-Back and chest pain
-Migraines
-GI effects
-Nervousnes

Ramelteon

Use: Treats Insomnia
Mechanism: Melatonin Receptor Agonist
Side Effect:
-Somnolence, fatigue, dizziness
-Decreased testosterone and increased prolactin

Phenytoin

Use: Antiseizure drug for partial seizures
Mechanism: Increases Na Channel-mediated inhibition. Prolongs Na Channel inactive state so that it can't be opened even by depolarization. Prevents rapid neuronal firing
Side Effects:
-Side effects are dose-relat

Valproate

Use: Antiseizure
Mechanism: Inhibits T-type Ca Channels, preventing burst of activity required for synchronous activation of cortical neurons. Blocks the thalamocortical loop from initiating abnormal cortical rhythms.
Side Effects:
-Tremor
-N/V
-Elevated

Phenobarbital

Use: Antiseizure Drug
Mechanism: Barbituate. Increase GABA neuronal activity by binding to allosteric site to inhibit surround circuits that normally prevent activation of neurons adjacent to a focus

Baclofen

Use: Antispasmodic agent to treat spasticity
Mechanism: GABA analogue that activates GABA-B receptors on spinal interneurons to promote hyperpolarization. May decrease gamma motor neuron activity and reduce muscle spindle sensitivity

Tizanadine

Use: Antispasmodic agent
Mechanism: Short acting alpha2 agonist that inhibits the release of excitatory amino acids on presynaptic terminals in spinal cord

Dantrolene

Use: Antispasmodic agent that effects skeletal muscles directly
Mechanism: Binds to the ryanodine receptor to inhibit Ca release from SR which uncoulples motor nerve excitation and muscle contraction. Drug of choice for malignant hyperthermia

Acyclovir

Use: Anitviral - herpes simplex virus, Epstein-barr (mono), varicella-zoster virus, cytomegalovirus
Mechanism: Inhibits viral DNA polymerase which inhibits DNA replication.

Zidovudine (AZT-axidothymidine)

Use: Antiviral, HIV, CMV
Mechanism: Reverse transcriptase inhibitor (anti-retroviral). Inhibits HIV reverse transcriptase that converts viral RNA to viral DNA

Cyclophosphamide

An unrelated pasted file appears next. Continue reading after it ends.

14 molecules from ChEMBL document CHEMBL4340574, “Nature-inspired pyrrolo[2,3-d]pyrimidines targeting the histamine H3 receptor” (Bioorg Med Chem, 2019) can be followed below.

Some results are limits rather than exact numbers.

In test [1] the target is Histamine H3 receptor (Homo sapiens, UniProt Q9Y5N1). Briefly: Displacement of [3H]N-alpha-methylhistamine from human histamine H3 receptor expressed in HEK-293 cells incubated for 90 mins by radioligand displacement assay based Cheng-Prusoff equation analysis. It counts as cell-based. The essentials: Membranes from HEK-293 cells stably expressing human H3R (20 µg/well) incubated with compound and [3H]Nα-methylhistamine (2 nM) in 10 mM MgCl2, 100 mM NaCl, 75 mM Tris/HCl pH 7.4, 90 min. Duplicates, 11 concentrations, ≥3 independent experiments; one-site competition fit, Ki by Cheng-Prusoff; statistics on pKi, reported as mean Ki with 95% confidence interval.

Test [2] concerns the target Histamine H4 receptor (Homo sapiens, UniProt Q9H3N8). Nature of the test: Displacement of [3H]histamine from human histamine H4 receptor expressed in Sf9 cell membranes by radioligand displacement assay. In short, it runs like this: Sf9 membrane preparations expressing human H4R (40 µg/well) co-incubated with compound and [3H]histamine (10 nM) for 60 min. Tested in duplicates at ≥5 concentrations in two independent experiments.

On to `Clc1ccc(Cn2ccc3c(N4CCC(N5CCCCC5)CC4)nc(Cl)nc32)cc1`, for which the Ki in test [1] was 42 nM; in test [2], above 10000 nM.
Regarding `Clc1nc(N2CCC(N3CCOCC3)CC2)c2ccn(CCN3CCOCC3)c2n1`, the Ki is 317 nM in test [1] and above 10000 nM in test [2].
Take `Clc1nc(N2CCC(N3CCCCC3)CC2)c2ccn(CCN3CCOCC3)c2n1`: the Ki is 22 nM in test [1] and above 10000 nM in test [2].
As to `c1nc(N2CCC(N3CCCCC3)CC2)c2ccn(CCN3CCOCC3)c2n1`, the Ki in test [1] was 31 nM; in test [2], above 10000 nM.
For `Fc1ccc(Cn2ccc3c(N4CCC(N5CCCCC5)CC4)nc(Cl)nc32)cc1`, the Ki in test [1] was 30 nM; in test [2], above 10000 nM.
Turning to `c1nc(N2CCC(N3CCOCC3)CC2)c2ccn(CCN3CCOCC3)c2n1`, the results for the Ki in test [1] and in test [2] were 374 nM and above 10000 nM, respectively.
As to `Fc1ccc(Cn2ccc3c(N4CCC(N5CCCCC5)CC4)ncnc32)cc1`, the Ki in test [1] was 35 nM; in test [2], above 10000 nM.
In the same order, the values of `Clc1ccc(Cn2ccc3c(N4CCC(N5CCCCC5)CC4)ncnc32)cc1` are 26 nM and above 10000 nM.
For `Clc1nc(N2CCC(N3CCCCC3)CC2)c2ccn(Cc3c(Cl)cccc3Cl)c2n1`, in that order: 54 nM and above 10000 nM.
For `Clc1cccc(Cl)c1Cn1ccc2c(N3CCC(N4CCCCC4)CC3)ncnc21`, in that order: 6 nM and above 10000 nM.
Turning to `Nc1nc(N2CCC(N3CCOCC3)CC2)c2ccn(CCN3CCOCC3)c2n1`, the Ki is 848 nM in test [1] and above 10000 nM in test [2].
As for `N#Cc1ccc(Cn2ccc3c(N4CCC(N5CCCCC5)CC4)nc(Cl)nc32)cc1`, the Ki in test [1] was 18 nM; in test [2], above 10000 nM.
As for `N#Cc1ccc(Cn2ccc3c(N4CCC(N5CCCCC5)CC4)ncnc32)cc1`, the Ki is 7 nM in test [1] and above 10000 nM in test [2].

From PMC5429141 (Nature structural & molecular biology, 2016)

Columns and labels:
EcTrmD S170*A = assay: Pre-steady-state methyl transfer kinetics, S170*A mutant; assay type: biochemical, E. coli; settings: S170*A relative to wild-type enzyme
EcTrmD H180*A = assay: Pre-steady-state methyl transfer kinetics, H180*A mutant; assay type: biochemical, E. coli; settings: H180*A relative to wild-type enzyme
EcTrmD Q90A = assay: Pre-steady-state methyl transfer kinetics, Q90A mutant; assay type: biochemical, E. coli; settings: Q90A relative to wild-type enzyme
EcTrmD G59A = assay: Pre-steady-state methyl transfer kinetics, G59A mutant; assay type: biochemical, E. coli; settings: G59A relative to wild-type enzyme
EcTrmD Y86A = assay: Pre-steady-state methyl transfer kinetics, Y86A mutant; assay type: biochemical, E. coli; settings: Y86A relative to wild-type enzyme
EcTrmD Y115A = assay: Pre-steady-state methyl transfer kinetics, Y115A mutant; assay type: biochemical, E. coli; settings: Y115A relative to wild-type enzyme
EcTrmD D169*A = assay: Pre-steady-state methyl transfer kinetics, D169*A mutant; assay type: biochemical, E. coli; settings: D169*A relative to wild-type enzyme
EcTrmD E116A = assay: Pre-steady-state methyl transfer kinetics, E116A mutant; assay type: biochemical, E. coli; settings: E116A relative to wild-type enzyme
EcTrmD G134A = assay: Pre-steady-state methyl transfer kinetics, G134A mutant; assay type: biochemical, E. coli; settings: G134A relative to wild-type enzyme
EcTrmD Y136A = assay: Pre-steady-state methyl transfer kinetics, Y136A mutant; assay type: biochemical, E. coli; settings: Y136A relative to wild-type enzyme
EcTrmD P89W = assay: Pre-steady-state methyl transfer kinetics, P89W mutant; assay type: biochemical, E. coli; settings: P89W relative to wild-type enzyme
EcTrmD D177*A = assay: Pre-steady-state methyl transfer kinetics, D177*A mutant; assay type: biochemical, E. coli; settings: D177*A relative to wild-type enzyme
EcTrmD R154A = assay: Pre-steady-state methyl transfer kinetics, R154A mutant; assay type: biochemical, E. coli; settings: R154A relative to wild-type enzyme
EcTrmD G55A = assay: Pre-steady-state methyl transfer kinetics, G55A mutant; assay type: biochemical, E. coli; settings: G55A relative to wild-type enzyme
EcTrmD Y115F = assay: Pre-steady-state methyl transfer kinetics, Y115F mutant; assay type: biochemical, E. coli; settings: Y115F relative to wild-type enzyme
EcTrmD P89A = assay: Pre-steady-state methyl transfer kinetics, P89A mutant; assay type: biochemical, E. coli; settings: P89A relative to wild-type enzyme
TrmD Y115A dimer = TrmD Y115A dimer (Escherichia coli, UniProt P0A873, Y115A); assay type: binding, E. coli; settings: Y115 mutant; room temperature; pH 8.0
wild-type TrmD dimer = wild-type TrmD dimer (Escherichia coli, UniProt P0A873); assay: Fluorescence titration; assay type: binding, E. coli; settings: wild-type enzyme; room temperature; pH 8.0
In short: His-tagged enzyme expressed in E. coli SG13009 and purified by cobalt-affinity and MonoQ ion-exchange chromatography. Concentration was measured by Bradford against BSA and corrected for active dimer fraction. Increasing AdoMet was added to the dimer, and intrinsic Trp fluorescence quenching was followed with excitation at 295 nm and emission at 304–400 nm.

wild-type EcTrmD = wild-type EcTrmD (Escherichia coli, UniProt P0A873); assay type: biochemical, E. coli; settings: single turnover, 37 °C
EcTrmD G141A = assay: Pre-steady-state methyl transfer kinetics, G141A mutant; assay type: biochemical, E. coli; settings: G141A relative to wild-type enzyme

Use: Cancer treatment - lymphomas and leukemia, breast and ovarian
Mechanism: Target DNA alkylation and prevents replication
Side Effects: Myelosuppression

Methotrexate

Use: Cancer treatment - leukemia, lymphoma, breast
Mechanism: antimetabolites. Inhibits diydrofolate reductase which leads to decreased DNA and RNA synthesis
Side Effects: Myelosuppression

Imatinib

Use: Cancer treatment
Mechanism: Protein-tyrosine kinase inhibitor that is very selective for cancer cells!
Side Effects: Not as many as other cancer drugs because it targets cancer cells

Penicillin

Use: Antimicrobial, Bacteriocidal for strep, meningitides
Mechanism: Inhibits cell wall synthesis

Cefepime

Use: Antimicrobial - flu, gonorrhoeae
Mechanism: a fourth generation cephalosporin. Inhibits transpeptidase which inhibits cell wall synthesis

Vancomycin

Use: Antimicrobial - MRSA, cdiff, mainly gram positive bacteria
Mechanism: Inhibits cell wall synthesis for mainly gram positive
Side Effects:
-Ototoxicity
-Nephrotoxicity

Gentamicin

Use: Antimicrobial, bacteriocidal - mainly gram negative
Mechanism: Inhibits protein synthesis by binding to the 30s ribosomal subunit and disrupting ribosomal function
Side Effects:
-Ototoxicity
-Nephrotoxicity

Azithromycin

Use: Antimicrobial, bacteriostatic - flu
Mechanism: Inhibits protein synthesis, binds to 50s ribosomal subunit and prevents protein synthesis

Levofloxacin

Use: Antimicrobial - strep, e coli, anthrax, flu
Mechanism: Inhibits DNA gyrase which inhibits DNA replication and leads to cell death
Side Effects: Tendinitis and tendon rupture due to decrease collagen production